Deputies Dispute New Contract - KULR-8 Television, Billings, MT

Deputies Dispute New Contract

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A contract feud between the Yellowstone County Sheriff Deputies and county officials has resulted in deputies voting to authorize a possible strike.

Employment contract negotiations between the sheriff deputy's union and the county, started three months ago and since then, several issues have been brought to the table. Both parties have struggled with agreeing on different terms in the contract.

According to Yellowstone County Commissioner, Jim Reno, the majority of the deputy's contention with the county's final contract offer seems to mainly concern time off.

"If you're a sheriff deputy and you worked overtime, we want to pay you for your overtime. But then we would like you to come back to work your next shift," said Reno.

Reno says the current set up gives deputies the ability to use compensation time, allowing them to either come in late or take a day off after working over their regularly scheduled hours; which Commissioner Reno says can cause a problem. "It results in fewer deputies on the street. Because they are choosing to stay home and use their over time in the form of time off as opposed to compensation."

But Quinton Nyman, Executive Director of the Montana Public Employees Association, which is the union representing the Yellowstone County Sheriff Deputies; says contract issues relating to time off is a very small piece of the puzzle. "There's also changes they've proposed to clothing allowance, to shift differential pay, the grievance process. They want to be able to extend the one year probationary period beyond the one year."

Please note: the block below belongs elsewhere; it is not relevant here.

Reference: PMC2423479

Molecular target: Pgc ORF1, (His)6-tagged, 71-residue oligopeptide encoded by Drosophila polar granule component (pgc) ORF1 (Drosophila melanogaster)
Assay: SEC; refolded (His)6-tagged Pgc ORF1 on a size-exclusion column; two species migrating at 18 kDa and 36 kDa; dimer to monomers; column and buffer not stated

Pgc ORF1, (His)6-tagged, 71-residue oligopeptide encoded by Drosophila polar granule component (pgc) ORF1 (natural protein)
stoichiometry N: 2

For the purpose of maintaining public safety, deputies do not wish to strike; so another plan has been put into place.

"Our deputies made a proposal to give away their right to strike for binding arbitration. Which means if there's a negotiation dispute, that a third party comes in and settles the agreement for both parties," said Nyman.

Deputies put forward a request Thursday morning to hire that third party fact finder; beginning a process that may not see a resolution until early next year.

Nyman also says contract issues such as these are common. He says out of the last fourteen Yellowstone County Deputy contract negotiations he has been involved with, both parties rarely agree; but ultimately find common ground and implement the new contract.